Agile working - a good alternative to traditional Project Management close

Mel Thompson
In Online Innovation
18th June 2014
Agile working - a good alternative to traditional Project Management

Each Digital Agency has different management techniques and processes, but due to an increase in Product Development projects at Codegent, we've been adopting the development management style called ‘Agile’.

To give you some background, Agile development was first coined in February 2001 when seventeen software developers created the Manifesto for Agile Software Development. This manifesto outlined the main principles around agile development which were based on iterative and incremental development.

Since we have started to follow this guideline, we have found it really enjoyable and have found the style to have many benefits including:

  • Speed to market - design and technology can be done at the same time therefore reducing the amount of time needed on a project

  • Visibility - with iterations on the work happening regularly, work can be published earlier to a staging environment, allowing the product owner to view work in progress and feedback earlier

  • Regular releases - functionalities are pushed more often meaning that any functionality changes are smoother and quicker to implement

  • Risk Management - these regular releases allow any issues to be flagged as early in the project as possible while there’s still time to make a material difference to the outcome

  • Flexibility - the product and technology can evolve over time and to best suit the target audience

Below we've given an outline to the three main principles of Agile methology and the different elements that make them up.


1. The Kick off meeting

Before any work is started on the project a kick off meeting should be held with the product owner, project manager and the development team who will work on the project.

During this meeting the following points should be covered:

Product backlog

A product backlog is a list of functionalities, tasks and updates that the client owner or product owner would like to complete during the product’s lifespan. It’s important to make it clear during this meeting that the backlog is for the entire product lifespan so tasks within this list may be completed within the first few weeks of the project, or months later down the line. The backlog can be treated a little like a dream shopping list that you can keep referring back to during the product evolution.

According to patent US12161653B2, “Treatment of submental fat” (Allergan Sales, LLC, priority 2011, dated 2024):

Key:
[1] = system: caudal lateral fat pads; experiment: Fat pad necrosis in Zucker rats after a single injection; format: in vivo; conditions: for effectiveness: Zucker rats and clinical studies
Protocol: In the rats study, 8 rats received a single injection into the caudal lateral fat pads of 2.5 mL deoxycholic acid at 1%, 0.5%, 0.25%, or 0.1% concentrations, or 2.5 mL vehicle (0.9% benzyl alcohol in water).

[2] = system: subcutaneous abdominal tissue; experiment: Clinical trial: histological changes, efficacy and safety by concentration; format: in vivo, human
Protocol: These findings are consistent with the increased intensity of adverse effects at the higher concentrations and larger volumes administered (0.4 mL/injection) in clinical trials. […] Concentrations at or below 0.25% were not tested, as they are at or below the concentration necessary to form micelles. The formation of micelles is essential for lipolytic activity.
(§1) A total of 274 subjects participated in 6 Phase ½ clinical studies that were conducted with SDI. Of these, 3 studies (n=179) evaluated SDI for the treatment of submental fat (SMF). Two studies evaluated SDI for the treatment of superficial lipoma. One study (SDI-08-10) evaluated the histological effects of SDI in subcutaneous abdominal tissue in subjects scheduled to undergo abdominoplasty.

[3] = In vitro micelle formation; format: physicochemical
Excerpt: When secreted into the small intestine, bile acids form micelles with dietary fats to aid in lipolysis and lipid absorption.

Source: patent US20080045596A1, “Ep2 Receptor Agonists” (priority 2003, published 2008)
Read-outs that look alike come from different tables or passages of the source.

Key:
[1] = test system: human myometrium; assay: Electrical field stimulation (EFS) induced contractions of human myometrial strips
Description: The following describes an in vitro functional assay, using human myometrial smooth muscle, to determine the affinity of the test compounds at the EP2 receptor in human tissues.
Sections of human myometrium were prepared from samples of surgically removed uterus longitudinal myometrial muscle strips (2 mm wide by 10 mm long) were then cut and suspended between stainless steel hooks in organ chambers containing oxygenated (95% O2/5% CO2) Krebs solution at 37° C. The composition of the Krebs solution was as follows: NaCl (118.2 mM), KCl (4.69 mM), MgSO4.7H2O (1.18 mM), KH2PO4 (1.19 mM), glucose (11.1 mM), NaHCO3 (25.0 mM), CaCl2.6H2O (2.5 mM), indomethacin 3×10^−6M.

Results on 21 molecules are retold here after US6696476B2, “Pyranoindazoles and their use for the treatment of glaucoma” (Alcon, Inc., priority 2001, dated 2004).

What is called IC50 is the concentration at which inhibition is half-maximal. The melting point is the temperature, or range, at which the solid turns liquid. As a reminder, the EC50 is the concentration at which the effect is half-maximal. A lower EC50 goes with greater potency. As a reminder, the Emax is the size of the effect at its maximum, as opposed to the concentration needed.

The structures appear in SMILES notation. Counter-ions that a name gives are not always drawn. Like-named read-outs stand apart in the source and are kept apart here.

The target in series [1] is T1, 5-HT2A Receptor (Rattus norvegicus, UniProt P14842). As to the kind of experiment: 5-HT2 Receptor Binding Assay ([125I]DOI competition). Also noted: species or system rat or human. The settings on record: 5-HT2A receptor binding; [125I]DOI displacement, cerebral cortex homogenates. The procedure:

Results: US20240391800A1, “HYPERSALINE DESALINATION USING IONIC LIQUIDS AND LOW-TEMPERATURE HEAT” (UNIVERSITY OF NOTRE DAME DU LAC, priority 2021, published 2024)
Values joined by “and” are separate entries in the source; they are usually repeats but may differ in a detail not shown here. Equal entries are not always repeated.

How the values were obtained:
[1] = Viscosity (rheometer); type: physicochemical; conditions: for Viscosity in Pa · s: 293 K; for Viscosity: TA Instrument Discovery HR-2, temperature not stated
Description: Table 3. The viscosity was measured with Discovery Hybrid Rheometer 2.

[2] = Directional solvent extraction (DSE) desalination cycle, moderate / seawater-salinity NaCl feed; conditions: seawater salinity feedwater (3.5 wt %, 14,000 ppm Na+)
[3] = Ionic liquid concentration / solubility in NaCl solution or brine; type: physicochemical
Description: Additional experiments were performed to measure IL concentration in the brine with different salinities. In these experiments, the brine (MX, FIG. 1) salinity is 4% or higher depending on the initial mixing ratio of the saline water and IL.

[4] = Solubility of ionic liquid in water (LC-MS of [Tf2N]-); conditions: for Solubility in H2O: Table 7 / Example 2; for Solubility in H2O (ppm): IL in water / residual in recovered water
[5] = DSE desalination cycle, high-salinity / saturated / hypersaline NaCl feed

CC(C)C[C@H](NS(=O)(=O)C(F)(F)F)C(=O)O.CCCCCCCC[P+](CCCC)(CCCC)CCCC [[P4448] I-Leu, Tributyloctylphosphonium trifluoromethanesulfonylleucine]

Tip: Add this product backlog to a shared file so that it can be referred to easily in the future.


Roles prove very important when working on an Agile project and so the following roles need to be delegated during the kick off meeting:

  • Product owner: This is the main owner of the product or the client. Their main responsibilities include managing the product backlog, testing work and selling the product to the correct audience.

  • Scrum Master: The Scrum Master will run the regular scrums with the development team (explained more later on). The Scrum Master’s main responsibility is to keep everyone in the team on track to meet the agreed sprint objectives.

  • Scrum development team: This team is made up of all of the people that will be building the product. During this meeting it is good to identify each person’s skillsets so that the best person is working on the most appropriate task. This also helps separate the tasks when you are in the middle of a sprint.


In the kick off meeting the product owner should detail what the product vision is to the wider team. Goals for the end product should be outlined so that everyone involved in the project understands the end vision and what they are working towards.


The great benefit of using agile development is that as the product evolves and adapts over time, ideas are welcomed and discussed to help improve the product.

Tip: Add all ideas discussed to a shared document so that everyone working on the project can contribute and share their thoughts. You probably won't focus on any of these in the first few sprints but you may want to come back to them further down the line. Jotting ideas and thoughts down in a document helps to park the ideas so that you can keep focus on the work at hand.


2. Sprints

After you have had the initial backlog meeting, the rest of the project is broken up into what are called ‘sprints’. These are the individual phases of a project that help to move the build forward. Each sprint can last between 2 and 4 weeks, so it is important to make a decision in the kick off meeting for how long your sprints will last.

Sprints are created by taking tasks out of the product backlog and consolidating them into a set amount of time (called the sprint).

Sprint zero

This is your first sprint and will be all about planning and organising how the build and future sprints will work.

Basic set up

Every team has their own way of working but is often recommended to complete some of the basic setup tasks during sprint zero. This includes things like getting timesheets and development environments organised in advance, to make sure the team can hit the ground running on day one of the sprint.

Goal for sprints:

A clear goal for what needs to be achieved or completed by the end of the first sprint should be discussed and agreed upon by the whole team.The overall vision for the project, along with the product backlog, has already been defined during the kick off meeting so this should be referred back to when agreeing upon the first sprint objective.